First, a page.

THE PRINCIPAL Secretary in the Ministry of Trade and Industry Fusi Notoane has welcomed the World Bank’s provision of M170 million additional funding to support economic diversification which he said was crucial for the country’s development.
Mr Notoane said this in an interview with the Lesotho Times in the wake of the recent approval of the additional funding for the second phase of the Private Sector Competitiveness and Economic Diversification Project (PSCEDP II) which is implemented by the Ministry of Trade and Industry.
In a statement released on 24 March, the World Bank Group indicated that the funding would help to improve the business environment through the continued facilitation of reforms to reduce the time and cost associated with doing business in Lesotho, provide easier access to finance, make trading across borders simpler, and provide streamlined, accessible, and efficient government to business services in order to attract private investment and boost growth.
“We are pleased to provide additional support to this important project which will help the Government of Lesotho’s efforts to promote private sector-led economic growth and job creation in line with the World Bank’s goals to reduce poverty and promote shared prosperity for the poorest people in the world,” said Paul Noumba Um, the World Bank Country Director for Lesotho.
The statement further indicated that while the reform agenda underpins private sector growth, PSCEDPII also works to further economic diversification through continued support of the handicrafts and commercial fruit tree sectors. For the latter, the goal is to build out the value chain and catalyse private sector efforts to scale up production, thus providing significant local employment and business opportunities.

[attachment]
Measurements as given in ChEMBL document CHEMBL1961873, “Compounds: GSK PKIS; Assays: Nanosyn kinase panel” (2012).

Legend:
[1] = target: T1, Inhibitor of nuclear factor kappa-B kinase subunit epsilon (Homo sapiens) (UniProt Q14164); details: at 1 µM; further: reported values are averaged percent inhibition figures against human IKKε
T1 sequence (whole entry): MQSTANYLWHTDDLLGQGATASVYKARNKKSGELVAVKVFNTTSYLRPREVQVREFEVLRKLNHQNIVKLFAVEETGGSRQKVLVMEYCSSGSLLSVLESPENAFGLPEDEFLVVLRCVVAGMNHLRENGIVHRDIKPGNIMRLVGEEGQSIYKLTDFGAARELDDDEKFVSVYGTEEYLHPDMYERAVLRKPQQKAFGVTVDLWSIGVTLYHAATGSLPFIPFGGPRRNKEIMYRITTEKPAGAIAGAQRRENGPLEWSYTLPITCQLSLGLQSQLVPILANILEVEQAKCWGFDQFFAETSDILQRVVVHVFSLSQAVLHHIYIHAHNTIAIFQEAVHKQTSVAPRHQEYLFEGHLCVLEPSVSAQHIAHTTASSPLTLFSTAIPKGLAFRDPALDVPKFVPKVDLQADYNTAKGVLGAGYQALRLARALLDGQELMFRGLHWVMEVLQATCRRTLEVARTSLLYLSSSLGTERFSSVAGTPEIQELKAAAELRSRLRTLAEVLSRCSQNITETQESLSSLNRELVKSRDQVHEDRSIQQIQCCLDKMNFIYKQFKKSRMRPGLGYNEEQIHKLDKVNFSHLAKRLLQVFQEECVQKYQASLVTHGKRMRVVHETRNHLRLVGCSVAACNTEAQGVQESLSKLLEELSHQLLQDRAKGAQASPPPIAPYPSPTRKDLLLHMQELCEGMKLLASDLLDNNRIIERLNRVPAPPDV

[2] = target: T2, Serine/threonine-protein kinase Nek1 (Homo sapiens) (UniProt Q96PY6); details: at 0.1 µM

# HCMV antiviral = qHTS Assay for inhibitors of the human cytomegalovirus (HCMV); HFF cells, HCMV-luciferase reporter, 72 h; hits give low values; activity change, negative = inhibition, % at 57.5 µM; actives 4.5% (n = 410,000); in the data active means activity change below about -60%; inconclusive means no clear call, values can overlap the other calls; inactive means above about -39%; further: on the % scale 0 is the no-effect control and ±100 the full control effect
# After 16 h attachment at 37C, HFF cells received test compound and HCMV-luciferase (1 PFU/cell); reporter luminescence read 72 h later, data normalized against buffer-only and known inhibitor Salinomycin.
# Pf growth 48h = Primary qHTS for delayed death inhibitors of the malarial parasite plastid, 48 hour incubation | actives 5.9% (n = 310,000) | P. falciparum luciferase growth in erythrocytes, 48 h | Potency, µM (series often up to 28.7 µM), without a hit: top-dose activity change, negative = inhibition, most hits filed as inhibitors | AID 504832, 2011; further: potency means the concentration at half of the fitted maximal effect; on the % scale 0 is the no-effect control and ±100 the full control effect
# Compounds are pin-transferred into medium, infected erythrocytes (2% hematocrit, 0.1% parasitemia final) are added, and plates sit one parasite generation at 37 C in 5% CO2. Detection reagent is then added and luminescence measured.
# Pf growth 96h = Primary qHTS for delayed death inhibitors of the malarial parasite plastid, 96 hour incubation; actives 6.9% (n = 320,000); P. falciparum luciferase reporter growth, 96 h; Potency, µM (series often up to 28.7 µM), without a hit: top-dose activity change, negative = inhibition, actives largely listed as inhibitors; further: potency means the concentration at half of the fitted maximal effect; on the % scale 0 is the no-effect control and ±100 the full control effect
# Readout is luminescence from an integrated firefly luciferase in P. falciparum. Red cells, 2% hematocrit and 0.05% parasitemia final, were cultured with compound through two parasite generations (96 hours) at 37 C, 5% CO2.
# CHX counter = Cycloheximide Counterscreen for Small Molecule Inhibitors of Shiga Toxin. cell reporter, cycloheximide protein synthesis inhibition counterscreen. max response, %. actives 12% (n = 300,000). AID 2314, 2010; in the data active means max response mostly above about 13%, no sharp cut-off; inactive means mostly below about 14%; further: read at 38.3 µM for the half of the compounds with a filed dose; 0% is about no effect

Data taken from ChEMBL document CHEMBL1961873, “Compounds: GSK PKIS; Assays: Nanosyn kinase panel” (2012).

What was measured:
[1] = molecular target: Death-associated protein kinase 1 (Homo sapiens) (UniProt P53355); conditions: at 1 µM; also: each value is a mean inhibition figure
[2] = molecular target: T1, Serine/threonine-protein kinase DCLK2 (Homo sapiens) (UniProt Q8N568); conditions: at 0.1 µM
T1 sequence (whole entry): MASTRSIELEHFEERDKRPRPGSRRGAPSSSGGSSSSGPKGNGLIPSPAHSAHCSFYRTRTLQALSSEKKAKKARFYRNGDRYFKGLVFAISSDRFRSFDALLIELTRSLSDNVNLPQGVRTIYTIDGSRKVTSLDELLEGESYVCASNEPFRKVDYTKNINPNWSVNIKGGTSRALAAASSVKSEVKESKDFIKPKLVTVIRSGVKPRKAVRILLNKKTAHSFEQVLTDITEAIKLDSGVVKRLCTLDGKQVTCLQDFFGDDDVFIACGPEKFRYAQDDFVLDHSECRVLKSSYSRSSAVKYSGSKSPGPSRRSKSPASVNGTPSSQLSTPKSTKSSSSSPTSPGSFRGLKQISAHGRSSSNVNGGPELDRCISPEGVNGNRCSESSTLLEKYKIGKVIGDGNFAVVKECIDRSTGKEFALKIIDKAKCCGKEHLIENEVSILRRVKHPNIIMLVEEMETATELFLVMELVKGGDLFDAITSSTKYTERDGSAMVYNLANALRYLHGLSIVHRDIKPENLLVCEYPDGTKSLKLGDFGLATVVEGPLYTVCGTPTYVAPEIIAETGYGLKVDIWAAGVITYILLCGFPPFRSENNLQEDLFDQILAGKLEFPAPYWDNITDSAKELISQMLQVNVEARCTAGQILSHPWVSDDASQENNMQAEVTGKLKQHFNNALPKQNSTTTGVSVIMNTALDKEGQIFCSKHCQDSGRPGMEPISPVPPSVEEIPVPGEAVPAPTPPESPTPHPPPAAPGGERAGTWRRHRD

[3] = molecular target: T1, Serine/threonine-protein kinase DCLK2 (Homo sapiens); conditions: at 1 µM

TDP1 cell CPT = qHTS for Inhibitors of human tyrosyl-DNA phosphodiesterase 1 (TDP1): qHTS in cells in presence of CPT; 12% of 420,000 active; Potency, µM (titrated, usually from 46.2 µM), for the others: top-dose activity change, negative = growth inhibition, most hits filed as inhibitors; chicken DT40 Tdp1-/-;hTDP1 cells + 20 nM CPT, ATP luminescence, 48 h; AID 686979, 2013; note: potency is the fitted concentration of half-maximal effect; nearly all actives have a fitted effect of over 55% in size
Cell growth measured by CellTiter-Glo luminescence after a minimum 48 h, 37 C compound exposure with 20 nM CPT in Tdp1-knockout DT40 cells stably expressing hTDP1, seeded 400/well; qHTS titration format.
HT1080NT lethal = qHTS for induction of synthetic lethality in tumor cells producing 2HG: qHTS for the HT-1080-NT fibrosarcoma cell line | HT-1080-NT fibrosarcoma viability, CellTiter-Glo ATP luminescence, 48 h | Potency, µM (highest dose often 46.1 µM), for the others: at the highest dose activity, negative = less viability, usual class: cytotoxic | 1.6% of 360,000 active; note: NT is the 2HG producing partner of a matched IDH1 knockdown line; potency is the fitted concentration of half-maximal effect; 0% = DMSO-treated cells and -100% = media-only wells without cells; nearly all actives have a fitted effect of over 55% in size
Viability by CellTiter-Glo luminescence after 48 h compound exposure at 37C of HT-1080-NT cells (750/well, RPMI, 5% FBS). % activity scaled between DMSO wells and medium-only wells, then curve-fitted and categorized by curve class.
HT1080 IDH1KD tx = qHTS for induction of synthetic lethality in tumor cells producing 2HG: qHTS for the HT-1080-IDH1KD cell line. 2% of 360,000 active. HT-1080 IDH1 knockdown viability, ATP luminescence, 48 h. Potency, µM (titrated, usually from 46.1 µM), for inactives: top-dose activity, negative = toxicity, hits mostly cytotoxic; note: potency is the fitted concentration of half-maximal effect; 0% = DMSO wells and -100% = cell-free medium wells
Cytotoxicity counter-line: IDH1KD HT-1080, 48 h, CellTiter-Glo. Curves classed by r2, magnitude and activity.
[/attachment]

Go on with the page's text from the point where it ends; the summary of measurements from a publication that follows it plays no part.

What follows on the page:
And this week, Mr Notoane welcomed the additional funding, saying it would allow Lesotho to continue its drive to diversify its economy.
“This project is very important for us especially because we rely heavily on the textile manufacturing industry to boost our economy. However, through the intervention of the PSCEDP, we discovered that our country has a potential to engage in commercial production of deciduous fruits in order to diversify our economy.
“We are already exporting these fruits to neighbouring towns in South Africa on a small scale despite indications that we have suitable areas to produce the fruits on a much larger scale. So the importance of diversifying our products and markets, which is done through the PSCEDP, cannot be overemphasised.”
He said diversification was especially important since the African Growth and Opportunity Act (AGOA) on which Lesotho’s textile industry is anchored, would not be renewed beyond 2025.
“We are left with about eight years of AGOA access possibility, so that means we should start looking for alternative sectors to fall back on when AGOA ends right away.”
Mr Notoane further indicated that Lesotho’s economic diversification efforts were not yet at a stage where the government wants them to be.
“We need to do more, we are currently serving a small portion of the market through the PSCEDP initiative. There is still room for improvement and growth.”
Under PSCEDP II, Lesotho has improved its business environment, particularly with regards to access to credit.
Lesotho’s Doing Business ranking jumped by 12 places to number 100 in 2017, largely due to the credit bureau supported under the project and now covering over 7% of the adult population.
In addition, initiatives to boost private sector diversification have also yielded positive results with the deciduous fruit farm which serves as the hub for horticulture expansion earning a GLOBAL G.A.P. certification and having begun to export apples, plums, peaches and apricots.
The project also financed administrative support to the Lesotho Enterprise Assistance Program (LEAP) which has offered business development support to more than 130 micro, small, and medium enterprises (MSMEs). Moving forward, LEAP will offer funding for equipment in addition to business development support, deepening the impact of the programme.